What do you think about religious art, especially the portraits of Christ? Have you ever heard that it is a graven image or idolatrous? Some think that to portray Christ in movies or art work is akin to blasphemy, or at the least a kind of pagan idolatry. They say we would never sanction statutes of Mary as the Catholics do. Yet doesn't a picture of Christ as the good shepherd comfort and inspire us?
Much depends on the purpose to which the art is produced and the purpose to which it is being used. Illustrations of scenes described in the Bible serve much the same purpose as story written for a children's Bible Story book. They might help one person understand better what another person has learned from the pages of the Bible. But what must always be kept in mind is that the artist and the author are uninspired men. They might get their facts wrong. As an example, you will find numerous paintings of biblical scenes done in the middle ages where the people portrayed are not wearing the garb of biblical times but the garb of Europeans in the middle ages. Similarly, most paintings of Adam and Eve fleeing the garden of Eden show them wearing skirts of leaves, skirts of animal skins, or something that looks like what an imagined cave man would wear instead of the tunics of animal skins that the Bible states God made for them.
Unfortunately, many paintings and statues of biblical characters are not used to help teach the Bible, but are revered and honored as something important in and of themselves. Now we might respect the genius and skill of a particular artist, but still what he produces is just the work of a man's hands. It should not become a substitute for our God. "Those who make an image, all of them are useless, and their precious things shall not profit; they are their own witnesses; they neither see nor know, that they may be ashamed. Who would form a god or mold an image that profits him nothing? Surely all his companions would be ashamed; and the workmen, they are mere men. Let them all be gathered together, let them stand up; yet they shall fear, they shall be ashamed together. The blacksmith with the tongs works one in the coals, fashions it with hammers, and works it with the strength of his arms. Even so, he is hungry, and his strength fails; he drinks no water and is faint. The craftsman stretches out his rule, he marks one out with chalk; he fashions it with a plane, he marks it out with the compass, and makes it like the figure of a man, according to the beauty of a man, that it may remain in the house. He cuts down cedars for himself, and takes the cypress and the oak; he secures it for himself among the trees of the forest. He plants a pine, and the rain nourishes it. Then it shall be for a man to burn, for he will take some of it and warm himself; yes, he kindles it and bakes bread; indeed he makes a god and worships it; he makes it a carved image, and falls down to it. He burns half of it in the fire; with this half he eats meat; he roasts a roast, and is satisfied. He even warms himself and says, "Ah! I am warm, I have seen the fire." And the rest of it he makes into a god, his carved image. He falls down before it and worships it, prays to it and says, "Deliver me, for you are my god!" They do not know nor understand; for He has shut their eyes, so that they cannot see, and their hearts, so that they cannot understand. And no one considers in his heart, nor is there knowledge nor understanding to say, "I have burned half of it in the fire, yes, I have also baked bread on its coals; I have roasted meat and eaten it; and shall I make the rest of it an abomination? Shall I fall down before a block of wood?" He feeds on ashes; a deceived heart has turned him aside; and he cannot deliver his soul, nor say, "Is there not a lie in my right hand?"" (Isaiah 44:9-20).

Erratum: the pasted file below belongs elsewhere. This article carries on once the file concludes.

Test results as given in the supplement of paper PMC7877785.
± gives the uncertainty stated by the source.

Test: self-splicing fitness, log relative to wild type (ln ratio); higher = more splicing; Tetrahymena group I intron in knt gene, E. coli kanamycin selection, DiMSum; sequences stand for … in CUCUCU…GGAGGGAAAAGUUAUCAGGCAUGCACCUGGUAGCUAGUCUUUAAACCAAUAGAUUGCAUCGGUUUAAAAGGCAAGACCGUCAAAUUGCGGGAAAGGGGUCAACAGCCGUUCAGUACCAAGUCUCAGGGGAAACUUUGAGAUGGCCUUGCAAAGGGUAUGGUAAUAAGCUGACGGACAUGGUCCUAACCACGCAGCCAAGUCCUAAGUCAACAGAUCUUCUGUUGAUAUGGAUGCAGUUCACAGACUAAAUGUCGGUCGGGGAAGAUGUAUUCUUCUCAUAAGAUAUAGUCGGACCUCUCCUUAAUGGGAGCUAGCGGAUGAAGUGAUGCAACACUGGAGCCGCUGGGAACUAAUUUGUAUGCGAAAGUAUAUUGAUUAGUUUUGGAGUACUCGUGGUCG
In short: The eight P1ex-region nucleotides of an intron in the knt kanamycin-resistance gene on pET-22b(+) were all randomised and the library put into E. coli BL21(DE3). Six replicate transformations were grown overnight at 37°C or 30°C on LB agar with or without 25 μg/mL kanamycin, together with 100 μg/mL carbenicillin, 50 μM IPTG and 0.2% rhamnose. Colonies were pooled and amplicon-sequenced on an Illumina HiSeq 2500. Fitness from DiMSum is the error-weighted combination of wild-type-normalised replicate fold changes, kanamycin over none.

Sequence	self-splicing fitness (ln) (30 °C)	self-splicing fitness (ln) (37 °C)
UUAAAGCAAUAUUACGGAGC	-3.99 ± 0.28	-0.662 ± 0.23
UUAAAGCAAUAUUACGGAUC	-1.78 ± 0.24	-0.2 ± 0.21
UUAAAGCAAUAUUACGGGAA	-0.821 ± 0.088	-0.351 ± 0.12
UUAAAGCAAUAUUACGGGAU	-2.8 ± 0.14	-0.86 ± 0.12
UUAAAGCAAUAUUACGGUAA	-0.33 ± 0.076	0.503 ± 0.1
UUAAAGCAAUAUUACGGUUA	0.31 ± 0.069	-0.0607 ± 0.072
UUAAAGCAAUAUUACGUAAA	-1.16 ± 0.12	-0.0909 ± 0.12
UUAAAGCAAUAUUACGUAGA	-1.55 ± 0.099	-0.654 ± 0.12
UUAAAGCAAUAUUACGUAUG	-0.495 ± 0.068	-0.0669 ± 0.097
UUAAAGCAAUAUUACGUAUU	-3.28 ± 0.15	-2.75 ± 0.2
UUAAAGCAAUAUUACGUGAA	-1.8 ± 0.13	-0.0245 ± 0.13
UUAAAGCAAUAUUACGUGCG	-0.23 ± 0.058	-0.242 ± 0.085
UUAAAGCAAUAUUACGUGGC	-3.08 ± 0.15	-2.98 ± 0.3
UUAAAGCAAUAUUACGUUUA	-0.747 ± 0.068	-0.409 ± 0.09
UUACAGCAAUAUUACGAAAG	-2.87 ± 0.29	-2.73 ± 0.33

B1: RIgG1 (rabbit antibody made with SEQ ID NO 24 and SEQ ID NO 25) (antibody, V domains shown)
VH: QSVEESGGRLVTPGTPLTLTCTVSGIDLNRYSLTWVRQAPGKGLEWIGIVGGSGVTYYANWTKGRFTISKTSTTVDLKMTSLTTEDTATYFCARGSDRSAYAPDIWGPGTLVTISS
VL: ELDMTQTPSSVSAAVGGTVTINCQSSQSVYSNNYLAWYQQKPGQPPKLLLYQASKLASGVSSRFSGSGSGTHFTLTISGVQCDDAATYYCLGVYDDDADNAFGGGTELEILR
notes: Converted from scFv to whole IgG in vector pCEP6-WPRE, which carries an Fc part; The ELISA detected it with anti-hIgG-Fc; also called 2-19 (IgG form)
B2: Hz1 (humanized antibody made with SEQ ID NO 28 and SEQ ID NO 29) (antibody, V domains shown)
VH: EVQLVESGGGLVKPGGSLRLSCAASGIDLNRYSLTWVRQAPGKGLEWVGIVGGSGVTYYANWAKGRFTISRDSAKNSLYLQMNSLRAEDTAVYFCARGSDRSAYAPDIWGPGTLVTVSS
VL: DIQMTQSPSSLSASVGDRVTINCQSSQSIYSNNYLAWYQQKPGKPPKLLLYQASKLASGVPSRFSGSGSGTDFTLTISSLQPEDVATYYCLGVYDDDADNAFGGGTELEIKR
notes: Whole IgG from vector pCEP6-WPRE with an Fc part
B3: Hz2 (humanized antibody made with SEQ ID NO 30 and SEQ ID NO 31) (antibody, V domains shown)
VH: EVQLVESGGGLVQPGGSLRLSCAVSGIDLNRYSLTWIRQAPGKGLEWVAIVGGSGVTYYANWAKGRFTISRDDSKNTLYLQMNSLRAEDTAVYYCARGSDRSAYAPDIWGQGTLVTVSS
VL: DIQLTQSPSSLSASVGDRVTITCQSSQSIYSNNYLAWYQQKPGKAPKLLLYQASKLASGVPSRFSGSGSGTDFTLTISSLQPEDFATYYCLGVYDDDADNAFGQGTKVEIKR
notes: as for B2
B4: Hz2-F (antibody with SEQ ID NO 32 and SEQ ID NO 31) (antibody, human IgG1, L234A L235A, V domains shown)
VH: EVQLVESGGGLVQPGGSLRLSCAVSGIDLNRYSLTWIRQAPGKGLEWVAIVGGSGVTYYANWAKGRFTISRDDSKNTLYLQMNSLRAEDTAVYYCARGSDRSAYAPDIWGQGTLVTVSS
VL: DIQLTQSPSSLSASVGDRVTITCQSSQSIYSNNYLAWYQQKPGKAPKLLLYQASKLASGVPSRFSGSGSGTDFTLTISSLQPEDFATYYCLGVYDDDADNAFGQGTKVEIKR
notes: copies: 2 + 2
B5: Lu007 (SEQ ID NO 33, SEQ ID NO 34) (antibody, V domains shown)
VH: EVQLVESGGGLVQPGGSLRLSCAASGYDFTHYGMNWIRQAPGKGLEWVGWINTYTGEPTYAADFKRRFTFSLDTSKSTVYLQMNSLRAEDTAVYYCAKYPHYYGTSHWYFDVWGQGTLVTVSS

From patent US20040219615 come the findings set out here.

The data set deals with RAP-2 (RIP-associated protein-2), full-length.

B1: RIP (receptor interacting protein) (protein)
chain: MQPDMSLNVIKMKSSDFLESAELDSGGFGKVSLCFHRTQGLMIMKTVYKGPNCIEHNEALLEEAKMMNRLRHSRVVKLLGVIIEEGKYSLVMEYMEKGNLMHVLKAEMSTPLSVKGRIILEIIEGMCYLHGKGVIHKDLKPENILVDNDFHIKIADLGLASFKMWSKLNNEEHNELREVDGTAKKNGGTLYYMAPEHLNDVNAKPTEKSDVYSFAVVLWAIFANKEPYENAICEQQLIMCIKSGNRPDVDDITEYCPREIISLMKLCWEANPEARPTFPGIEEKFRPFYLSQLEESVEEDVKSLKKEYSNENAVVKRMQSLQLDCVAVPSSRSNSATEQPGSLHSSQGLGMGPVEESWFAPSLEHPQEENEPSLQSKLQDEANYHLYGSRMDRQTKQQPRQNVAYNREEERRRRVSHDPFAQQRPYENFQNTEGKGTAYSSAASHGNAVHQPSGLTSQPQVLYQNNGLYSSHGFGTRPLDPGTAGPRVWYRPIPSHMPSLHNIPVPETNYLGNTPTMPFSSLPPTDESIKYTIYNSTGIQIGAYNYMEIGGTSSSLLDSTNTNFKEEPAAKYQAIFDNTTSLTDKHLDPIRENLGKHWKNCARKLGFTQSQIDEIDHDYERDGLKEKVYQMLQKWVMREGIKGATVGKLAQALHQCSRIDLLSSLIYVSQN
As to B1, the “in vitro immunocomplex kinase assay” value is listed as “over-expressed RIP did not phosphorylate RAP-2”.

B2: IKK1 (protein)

The problem is many excuse the making of modern-day idols by claiming that it is not an idol, while at the same time bowing before the object, making prayers before the object, and giving the object reverence. Their actions speak louder than their words.